I have not written a blog for a few weeks due to my leave and, of course, a pending interview I had.
Last week I was very pleased to be named as the preferred candidate to be the next Chief Constable of West Midlands Police. You may not quite understand what this means. I have been selected for the role by the Police and Crime Commissioner after a two day process.
At the next stage I will appear at a confirmation hearing of the West Midlands Police and Crime Panel who scrutinise the appointment and either confirm it or if two thirds oppose they can veto it. The panel is an important part of how the Police and Crime Commissioner is held to account for his decisions and that includes key appointments he makes. I am looking forward to the panel.
Because I have one last leg of the journey to go and because I am not due to start in the new role until the Chief retires in January I have said very little. I will offer just a little more.
Firstly, I am really pleased! I seem to have been subject to some speculation as to whether I intended to return to Manchester as their Chiefâ€™s job was open at the same time. My time in Manchester was great but there was no doubt in my mind that I wanted to stay here with you all. A great deal has been achieved and some big challenges and opportunities lie ahead and I wouldnâ€™t want to be working with anyone else to face them. This is an outstanding force.
I also need to say that the Chief and I have a considerable time working together before we hand over. We have had a great partnership and the only sadness of the new role is we will not get to work together in the future. Needless to say the next few months will see me firmly cemented in my current role. That is important, as I do want to set out clearly the areas I feel we need to work together on in the future but only when I take up the Chiefâ€™s position. There is also a great deal needed to be done now!
Whilst there will be some new areas I believe we need to address I want to be crystal clear now that I am firmly committed to the WMP2020 programme that is progressing at speed. People need not fear that we are progressing something that will not be adopted. The programme is firmly part of the partnership between the Chief, I and the command team.
As I get ready for the transition I am looking to change the blog a little. I am looking to give some of this space in the next few months to other members of the team as we launch into WMP2020. Watch this space.
Right a few village notices.
Firstly, the silly season on media stories continued with â€œSirengateâ€.Â I really have not got anything to say about this beyond the fact it has nothing to do with cuts, we try to buy the best cars for the roles you carry out, hence the Insignia for response. I do not want officers doing high speed driving in Corsas (however great they are) and hence we restricted what they can do. The fleet will be reviewed on the back of the 2020 operating arrangements.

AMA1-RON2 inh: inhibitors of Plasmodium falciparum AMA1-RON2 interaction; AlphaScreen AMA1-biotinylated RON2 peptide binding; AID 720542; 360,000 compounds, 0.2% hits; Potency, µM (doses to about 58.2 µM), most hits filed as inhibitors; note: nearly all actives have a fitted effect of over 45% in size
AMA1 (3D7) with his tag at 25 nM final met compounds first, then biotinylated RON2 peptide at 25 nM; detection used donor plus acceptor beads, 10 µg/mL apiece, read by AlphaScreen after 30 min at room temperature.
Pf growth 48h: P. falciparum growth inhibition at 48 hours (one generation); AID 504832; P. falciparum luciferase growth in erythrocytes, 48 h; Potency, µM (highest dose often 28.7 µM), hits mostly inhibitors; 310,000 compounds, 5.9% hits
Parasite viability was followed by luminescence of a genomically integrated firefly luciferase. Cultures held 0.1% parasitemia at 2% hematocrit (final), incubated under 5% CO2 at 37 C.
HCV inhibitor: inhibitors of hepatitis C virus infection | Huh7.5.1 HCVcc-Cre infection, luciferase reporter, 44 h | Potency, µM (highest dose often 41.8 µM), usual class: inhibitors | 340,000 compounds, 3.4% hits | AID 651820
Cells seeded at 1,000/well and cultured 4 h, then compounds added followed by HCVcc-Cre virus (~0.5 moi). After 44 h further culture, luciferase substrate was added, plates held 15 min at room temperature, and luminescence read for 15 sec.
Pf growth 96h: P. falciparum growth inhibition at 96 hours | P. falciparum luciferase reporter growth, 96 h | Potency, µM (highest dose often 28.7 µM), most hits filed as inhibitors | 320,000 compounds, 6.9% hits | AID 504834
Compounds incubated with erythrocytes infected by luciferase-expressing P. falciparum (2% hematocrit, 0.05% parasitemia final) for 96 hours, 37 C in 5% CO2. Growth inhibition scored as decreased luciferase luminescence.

Secondly, I am really pleased to see our Roads Policing Unit has transitioned across to become an integrated part of the CMPG. I really hope this works for our traffic officers who play a critical role in road safety and fighting crime. I also am excited we have been able to create dedicated Family Liaison Officers in the team so we are offering good care to victimâ€™s families.
Finally, when persuaded I am up for a bit of advertising. Police National Database! (PND)
PND allows us to access intelligence from all police forces. It is a brilliant crime fighting tool but one that was limited to a number of users due to its confidential security classification. PND went on desk top six weeks ago at restricted level and is available in intelligence units. Our usage last month is now higher than it has ever been. The transition from the confidential system to the restricted system has enabled a number of features, (including facial recognition), that were previously unavailable. We have had some very notable successes using this tool specifically when we have been able to capture an image of a possible suspect.
Please speak to your local intelligence team on how to access PND. Even when you do not have an image, nicknames can often be searched for in open source to secure images in areas like social media. Â David Wilson, Detective Inspector at FIB is the SPOC and I attach his newsletter here. (Newsletter is only accessible internally to officers and staff on WMP computers.)
Job done David!